Doulas Deserve a Living Wage, Too


I participate in plenty of online forums/groups, mostly through Facebook, that deal with pregnancy and birth. These groups feature a wide range of individuals, mostly women, looking for support and answers to their questions. They cover most demographics, areas all over the United States and the rest of the English-speaking world, all ages and family sizes. There is a wide variety of experience.

What I see almost every day is someone asking for information about doulas – Should they hire one? What should they ask the doula at the interview? What makes a good doula? How can I get one for cheap?

This post is mostly for you doulas, but I’m trying to aim it toward the pregnant mothers who might stumble upon this blog.

Doulas deserve a living wage, too.

What does that even mean? What is a living wage? Simply put, a living wage is “an amount of money you are paid for a job that is large enough to provide you with the basic things (such as food and shelter) needed to live an acceptable life.” (source) This is why we have a government-regulated minimum wage, so that people will be paid fairly for the job they do, so that they can live and support themselves and their families.

There is a common myth among new parents that the role of a doula should come at an inexpensive cost or free of charge. I can see how that comes about: Doulas are seen as quiet helpers who sometimes “don’t do much,” that they aren’t medically needed for a birth, that they stand in for the mother, grandmother or sister of the birthing mother.

Doulas still play an important role in the birthing room, as important as the midwife or the nurse, just in a different capacity. Just as you wouldn’t expect to have a midwife attend your birth for free, you shouldn’t expect a doula to do the same. I understand that birthing can cost a lot of money, especially if your insurance won’t cover certain aspects (like a doula.) However, understand that the cost of a doula is worth it. Worth every penny.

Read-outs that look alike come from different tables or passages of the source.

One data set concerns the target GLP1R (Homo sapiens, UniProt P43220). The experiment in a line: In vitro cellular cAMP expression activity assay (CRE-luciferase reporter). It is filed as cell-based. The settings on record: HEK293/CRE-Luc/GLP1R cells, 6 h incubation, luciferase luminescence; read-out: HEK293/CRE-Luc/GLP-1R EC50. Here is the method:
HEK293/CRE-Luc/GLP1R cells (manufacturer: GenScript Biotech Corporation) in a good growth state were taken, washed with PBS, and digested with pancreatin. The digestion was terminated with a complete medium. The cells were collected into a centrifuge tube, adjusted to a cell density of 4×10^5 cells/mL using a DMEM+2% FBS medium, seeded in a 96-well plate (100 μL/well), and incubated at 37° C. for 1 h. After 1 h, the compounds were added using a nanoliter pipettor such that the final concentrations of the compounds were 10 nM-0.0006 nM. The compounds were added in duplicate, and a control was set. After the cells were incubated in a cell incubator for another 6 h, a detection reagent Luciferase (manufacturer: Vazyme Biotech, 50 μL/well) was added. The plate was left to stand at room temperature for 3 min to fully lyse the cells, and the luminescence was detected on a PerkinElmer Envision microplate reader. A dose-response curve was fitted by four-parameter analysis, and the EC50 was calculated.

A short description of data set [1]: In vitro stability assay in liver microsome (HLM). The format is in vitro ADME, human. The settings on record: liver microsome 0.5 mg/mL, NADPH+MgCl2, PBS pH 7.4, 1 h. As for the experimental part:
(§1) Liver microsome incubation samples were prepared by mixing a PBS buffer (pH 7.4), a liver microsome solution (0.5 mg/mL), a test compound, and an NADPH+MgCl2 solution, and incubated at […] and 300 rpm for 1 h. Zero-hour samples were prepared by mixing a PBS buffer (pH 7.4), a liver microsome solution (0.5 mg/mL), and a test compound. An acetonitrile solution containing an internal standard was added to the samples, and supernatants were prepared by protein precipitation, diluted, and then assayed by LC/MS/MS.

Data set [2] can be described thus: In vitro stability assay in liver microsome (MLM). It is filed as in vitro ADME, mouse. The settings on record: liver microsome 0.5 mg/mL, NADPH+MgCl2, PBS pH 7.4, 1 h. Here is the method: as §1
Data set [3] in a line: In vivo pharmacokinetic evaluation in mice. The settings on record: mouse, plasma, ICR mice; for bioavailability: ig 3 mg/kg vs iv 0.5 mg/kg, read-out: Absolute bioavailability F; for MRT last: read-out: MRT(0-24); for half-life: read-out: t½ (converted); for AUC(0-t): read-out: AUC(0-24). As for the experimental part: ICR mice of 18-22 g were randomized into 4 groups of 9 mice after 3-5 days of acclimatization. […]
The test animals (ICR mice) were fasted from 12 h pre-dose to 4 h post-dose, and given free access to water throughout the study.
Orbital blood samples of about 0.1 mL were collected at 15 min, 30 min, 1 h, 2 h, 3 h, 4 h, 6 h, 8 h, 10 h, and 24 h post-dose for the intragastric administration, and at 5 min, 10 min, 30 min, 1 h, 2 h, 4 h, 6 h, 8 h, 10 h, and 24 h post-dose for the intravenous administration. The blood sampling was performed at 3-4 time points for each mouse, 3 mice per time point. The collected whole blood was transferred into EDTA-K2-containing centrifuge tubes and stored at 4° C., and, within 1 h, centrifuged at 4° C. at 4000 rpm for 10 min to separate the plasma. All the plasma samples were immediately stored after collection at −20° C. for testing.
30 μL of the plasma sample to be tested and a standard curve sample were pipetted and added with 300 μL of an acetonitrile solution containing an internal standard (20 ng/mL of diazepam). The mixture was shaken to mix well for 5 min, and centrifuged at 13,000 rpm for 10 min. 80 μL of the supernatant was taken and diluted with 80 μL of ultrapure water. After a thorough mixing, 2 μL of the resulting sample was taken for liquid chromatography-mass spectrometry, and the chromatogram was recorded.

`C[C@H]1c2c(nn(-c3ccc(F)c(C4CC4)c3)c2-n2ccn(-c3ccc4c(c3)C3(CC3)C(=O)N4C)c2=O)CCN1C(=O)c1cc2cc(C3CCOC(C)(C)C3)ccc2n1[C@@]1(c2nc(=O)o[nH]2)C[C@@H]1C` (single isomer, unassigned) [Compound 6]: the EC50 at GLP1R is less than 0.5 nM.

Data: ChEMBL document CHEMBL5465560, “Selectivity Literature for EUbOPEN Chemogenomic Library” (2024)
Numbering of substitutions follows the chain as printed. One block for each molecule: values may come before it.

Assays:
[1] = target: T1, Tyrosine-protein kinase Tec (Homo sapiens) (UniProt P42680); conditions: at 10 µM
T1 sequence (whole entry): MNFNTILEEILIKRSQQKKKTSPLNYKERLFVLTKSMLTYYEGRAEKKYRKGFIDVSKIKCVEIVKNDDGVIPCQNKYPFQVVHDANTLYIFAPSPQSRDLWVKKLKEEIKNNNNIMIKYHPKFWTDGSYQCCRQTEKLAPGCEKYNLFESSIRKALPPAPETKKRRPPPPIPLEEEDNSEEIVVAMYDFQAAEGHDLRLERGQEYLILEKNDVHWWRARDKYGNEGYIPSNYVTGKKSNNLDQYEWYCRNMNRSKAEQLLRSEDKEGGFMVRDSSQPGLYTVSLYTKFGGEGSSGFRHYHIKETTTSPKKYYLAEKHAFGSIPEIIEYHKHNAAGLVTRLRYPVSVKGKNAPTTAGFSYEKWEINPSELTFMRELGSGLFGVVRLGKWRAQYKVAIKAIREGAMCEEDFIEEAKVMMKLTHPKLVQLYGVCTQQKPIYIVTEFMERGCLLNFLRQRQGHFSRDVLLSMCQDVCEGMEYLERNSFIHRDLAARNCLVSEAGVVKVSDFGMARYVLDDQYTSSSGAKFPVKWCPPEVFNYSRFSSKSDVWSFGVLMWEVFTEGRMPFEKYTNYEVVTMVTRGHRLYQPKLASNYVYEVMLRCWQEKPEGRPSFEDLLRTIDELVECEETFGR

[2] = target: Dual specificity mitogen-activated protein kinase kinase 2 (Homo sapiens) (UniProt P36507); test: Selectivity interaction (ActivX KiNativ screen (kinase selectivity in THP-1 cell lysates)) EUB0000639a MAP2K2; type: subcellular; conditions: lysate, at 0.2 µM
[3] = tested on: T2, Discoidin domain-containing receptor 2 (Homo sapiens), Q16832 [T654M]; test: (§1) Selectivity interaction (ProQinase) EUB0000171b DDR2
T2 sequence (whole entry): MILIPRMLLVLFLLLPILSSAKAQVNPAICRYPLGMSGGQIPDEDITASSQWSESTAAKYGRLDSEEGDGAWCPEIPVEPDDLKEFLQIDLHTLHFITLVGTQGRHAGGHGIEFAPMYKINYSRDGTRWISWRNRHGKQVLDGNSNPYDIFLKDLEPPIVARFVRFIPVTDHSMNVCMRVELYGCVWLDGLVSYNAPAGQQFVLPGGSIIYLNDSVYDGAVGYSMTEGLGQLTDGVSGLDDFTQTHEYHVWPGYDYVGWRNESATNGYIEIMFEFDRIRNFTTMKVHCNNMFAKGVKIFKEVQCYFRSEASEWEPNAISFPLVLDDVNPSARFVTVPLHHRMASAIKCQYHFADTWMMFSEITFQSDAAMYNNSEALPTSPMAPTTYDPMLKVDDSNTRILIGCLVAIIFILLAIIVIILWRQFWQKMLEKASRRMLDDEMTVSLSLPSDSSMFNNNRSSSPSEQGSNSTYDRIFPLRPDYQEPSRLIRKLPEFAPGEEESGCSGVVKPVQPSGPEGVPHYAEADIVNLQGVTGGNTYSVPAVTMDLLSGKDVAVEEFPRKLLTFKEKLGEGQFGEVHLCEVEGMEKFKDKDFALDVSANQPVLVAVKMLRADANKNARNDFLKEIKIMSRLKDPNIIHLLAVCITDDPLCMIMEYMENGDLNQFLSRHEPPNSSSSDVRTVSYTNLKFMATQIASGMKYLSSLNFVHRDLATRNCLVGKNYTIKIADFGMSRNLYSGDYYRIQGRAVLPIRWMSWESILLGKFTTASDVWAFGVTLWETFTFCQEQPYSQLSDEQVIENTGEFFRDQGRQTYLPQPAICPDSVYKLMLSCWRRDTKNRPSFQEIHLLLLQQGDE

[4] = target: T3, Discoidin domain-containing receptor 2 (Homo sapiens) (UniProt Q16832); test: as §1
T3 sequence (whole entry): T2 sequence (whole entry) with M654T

Becoming a doula isn’t free, and neither is maintaining the job of a doula. Let’s look at a basic breakdown of my own expenses:

Training/Certification: $700+
Materials: $75, ongoing
Childcare: $8-10 per hour
Travel: $20+ per birth

Even a doula who doesn’t participate in a training program and gain a certificate, or has childcare issues, still has expenses with every birth. Not to mention the time spent with each family. Let’s look at that:

Interview: 1-2 hours
Prenatals: 1-2 hours each (at least 2)
Birth: 1-24, or more, hours
Postnatal: 1-2 hours
Total: 4-30+ hours

Imagine you spent 30 hours working at your job… what would you expect to be paid?

Living wage is dependent on a lot of factors, that’s why you will find doulas of ranging prices. You have to take into account the area you live in (cities generally are more expensive), the economy of the area (rent, gas prices, so on), the doulas experience**, and the doulas availability. Of course, as a client searching for the doula, these aren’t your issues to be concerned about. As a doula, you need to look at these factors when determining your pricing.

**I don’t believe a doula fresh out of training should be offering free services to work on her certification. However, a bit of a discount is appropriate, but not necessary. I offered my first few births at a discounted price. This is an individual decision. You’ll find more experienced doulas will charge more, which is perfectly acceptable.**

Lastly, own your pricing. Don’t make apologies for running your business. If a potential client asks how much you charge, don’t be sorry for naming your price. Don’t feel like you need to offer discounts for everyone. If this is your job, then work it like a real job. Lawyers don’t feel bad for their prices, doctors don’t either, neither should you apologize for the service you provide.

What are your thoughts on living wage?

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